What costs are Americans facing to travel this summer?
Just as summer heats up, the United States lifted its longstanding requirement that all travelers entering the country present a negative COVID-19 test.
The news brings both a collective sigh of relief and a likely rush of new international travelers to an already chaotic summer season.
For many American travelers, development means no longer having to worry about the hassle of testing before returning to the United States, or the cost and burden of staying abroad to quarantine and wait for a negative result if a pre-travel test fails. trip is positive.
Meanwhile, international travelers bound for the United States can plan trips without the fear of having to cancel due to a positive test.
Most non-US citizens are still required to be vaccinated to travel to the country.
And the battered travel industry celebrates the removal of the barrier for both groups of potential customers.
Elimination of the previous covid-19 test requirement: what you need to know about the new US travel policy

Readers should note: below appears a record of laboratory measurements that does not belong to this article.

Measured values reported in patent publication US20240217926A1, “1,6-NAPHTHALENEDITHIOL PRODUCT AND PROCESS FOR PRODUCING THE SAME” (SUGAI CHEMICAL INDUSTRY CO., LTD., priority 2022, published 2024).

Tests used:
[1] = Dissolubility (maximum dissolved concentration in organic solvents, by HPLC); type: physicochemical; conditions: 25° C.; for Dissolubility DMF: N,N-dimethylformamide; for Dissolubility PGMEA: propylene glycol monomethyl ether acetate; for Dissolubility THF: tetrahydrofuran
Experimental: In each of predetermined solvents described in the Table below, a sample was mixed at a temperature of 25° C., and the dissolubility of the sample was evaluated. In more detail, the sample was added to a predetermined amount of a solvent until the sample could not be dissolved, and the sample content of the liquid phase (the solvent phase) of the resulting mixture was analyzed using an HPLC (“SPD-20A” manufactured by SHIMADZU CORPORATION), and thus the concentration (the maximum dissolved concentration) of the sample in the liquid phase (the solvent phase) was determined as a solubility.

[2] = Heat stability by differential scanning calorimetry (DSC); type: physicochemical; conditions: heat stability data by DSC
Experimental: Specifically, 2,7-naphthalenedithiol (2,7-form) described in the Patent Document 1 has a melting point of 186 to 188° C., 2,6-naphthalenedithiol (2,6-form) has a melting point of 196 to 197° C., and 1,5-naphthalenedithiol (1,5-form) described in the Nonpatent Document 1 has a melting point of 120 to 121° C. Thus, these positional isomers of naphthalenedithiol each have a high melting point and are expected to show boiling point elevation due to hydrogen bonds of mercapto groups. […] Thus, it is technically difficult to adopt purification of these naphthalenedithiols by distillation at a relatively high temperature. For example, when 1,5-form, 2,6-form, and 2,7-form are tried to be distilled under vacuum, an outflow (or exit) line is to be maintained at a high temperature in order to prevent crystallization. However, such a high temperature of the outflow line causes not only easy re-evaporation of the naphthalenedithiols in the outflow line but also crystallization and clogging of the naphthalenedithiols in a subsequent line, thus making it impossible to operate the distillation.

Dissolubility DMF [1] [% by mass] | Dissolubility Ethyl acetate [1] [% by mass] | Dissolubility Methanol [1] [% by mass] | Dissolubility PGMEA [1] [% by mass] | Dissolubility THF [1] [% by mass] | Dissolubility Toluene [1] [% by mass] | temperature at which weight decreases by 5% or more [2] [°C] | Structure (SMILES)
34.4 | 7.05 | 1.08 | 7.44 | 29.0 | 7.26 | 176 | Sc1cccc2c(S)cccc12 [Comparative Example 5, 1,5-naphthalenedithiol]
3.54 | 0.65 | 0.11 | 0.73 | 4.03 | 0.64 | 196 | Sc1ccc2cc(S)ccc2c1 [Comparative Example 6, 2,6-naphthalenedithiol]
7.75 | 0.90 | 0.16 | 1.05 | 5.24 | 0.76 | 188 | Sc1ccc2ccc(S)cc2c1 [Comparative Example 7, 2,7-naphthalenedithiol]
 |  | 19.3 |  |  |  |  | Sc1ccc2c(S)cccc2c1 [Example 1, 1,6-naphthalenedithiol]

The rule, which was implemented in January 2021, ended for travelers to the United States as of 12:01 a.m. (Miami time) on Sunday, June 12.
The Centers for Disease Control and Prevention (CDC) say they will reassess the rule if the COVID-19 situation changes.
The development comes after intense pressure from tourism and travel trade groups as the industry continues to recover after more than two years of pandemic-induced recession.
For months, such organizations had called for the test requirement to be dropped, as it has been in Canada and the UK since March, as well as most countries in Europe.
After Friday's news of the end of the rule, the American Hotel and Lodging Association (AHLA) and the US Travel Association (USTA) were among the groups that issued statements applauding the measure.
AHLA President and CEO Chip Rogers described it as a "significant victory for hotels and the broader travel industry" in a statement released Friday, calling the requirement outdated that creates a "chilling effect" on travelers. incoming international travel.
Meanwhile, USTA President and CEO Roger Dow stressed that the removal of the testing requirement could bring an additional 5.4 million visitors to the United States and an additional $9 billion in travel spending through the end of 2022.